BACKGROUND: The USAID-funded Building Resilience project in the Dominican Republic aims to improve HIV detection and antiretroviral treatment adherence among Haitian migrants and their descendants, ultimately reducing viral load in these communities.
DESCRIPTION: Building Resilience project employs a family-focused service model to enhance the health of orphans and vulnerable children (OVC) by identifying HIV cases, promoting treatment adherence, and monitoring viral load. The target population faces challenges such as higher HIV prevalence, limited awareness, and access to antiretroviral treatment (ART), exacerbated poverty, lack of legal documentation leading to deportations, and restricted access to social protection programs.
LESSONS LEARNED: The project is contributing to the global 95-95-95 goal by ensuring that targeted children, adolescents, and caregivers knows their HIV status. From September 2021 to 2023, 12,913 beneficiaries were reached. Initially (September 2020), only 38% knew their HIV status. Through adjusted approaches and new strategies, by September 2023, 93% knew their HIV status.
Addressing complexities in raising HIV status awareness highlighted key lessons, emphasizing improving community volunteer effectiveness and sensitizing caregivers to their religious and cultural beliefs about HIV risk in children. Optimizing volunteer training, particularly in age-appropriate assessments, and redesigning the HIV Risk Assessment Tool were crucial in easing volunteers' discomfort with sensitive sex-related questions. Establishing trust through continuous training and fostering a psychological connection between volunteers and caregivers further enhanced volunteers' ability to assess HIV risk and facilitate necessary testing referrals.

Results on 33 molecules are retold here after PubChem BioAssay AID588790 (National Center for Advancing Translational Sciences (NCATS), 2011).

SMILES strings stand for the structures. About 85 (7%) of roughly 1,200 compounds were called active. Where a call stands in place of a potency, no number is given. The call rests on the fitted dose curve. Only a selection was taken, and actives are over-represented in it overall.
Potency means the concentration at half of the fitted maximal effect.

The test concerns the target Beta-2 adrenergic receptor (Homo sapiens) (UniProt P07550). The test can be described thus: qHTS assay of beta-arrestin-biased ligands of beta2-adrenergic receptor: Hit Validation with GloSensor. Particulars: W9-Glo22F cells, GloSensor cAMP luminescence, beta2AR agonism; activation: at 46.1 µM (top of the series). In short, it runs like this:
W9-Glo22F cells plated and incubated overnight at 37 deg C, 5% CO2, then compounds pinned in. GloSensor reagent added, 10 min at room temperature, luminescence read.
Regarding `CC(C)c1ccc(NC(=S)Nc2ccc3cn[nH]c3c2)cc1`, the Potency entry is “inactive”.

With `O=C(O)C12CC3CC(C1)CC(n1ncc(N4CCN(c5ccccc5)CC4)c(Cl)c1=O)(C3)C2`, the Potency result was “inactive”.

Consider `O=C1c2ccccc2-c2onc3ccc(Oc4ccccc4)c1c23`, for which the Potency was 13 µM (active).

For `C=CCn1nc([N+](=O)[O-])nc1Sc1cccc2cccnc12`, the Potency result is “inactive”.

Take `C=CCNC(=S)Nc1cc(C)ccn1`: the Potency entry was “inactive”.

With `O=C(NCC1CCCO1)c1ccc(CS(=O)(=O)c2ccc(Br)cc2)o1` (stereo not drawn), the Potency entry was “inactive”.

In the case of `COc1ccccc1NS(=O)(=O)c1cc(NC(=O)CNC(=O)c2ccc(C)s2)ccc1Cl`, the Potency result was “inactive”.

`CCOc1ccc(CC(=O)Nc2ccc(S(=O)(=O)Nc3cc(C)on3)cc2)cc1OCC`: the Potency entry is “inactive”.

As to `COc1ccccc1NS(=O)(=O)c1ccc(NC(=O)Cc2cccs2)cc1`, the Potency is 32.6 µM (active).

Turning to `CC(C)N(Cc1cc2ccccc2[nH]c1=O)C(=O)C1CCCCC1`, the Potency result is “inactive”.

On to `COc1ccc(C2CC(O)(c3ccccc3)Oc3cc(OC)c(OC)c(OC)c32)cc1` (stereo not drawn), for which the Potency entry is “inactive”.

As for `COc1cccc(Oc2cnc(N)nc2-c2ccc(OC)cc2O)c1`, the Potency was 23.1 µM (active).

Integrating cultural and religious sensitivities into HIV education, dispelling prevalent myths, and sensitizing caregivers, specifically addressing their limited acceptance of risk assessments for their children were crucial. By concentrating efforts on these areas, a more supportive and effective approach for conducting HIV risk assessments, referring for HIV testing, and ensuring completed referrals was implemented. This resulted in a significant improvement in the percentage of children in the program who knew their HIV status.
CONCLUSIONS: Culturally sensitive, comprehensive approaches are crucial for assessing HIV risk and delivering services to this vulnerable population. Effective communication, rapport-building, and targeted interventions are vital to engage 95% of people with HIV in knowing their serostatus. This involves raising awareness about the importance of HIV testing and ensuring broader access.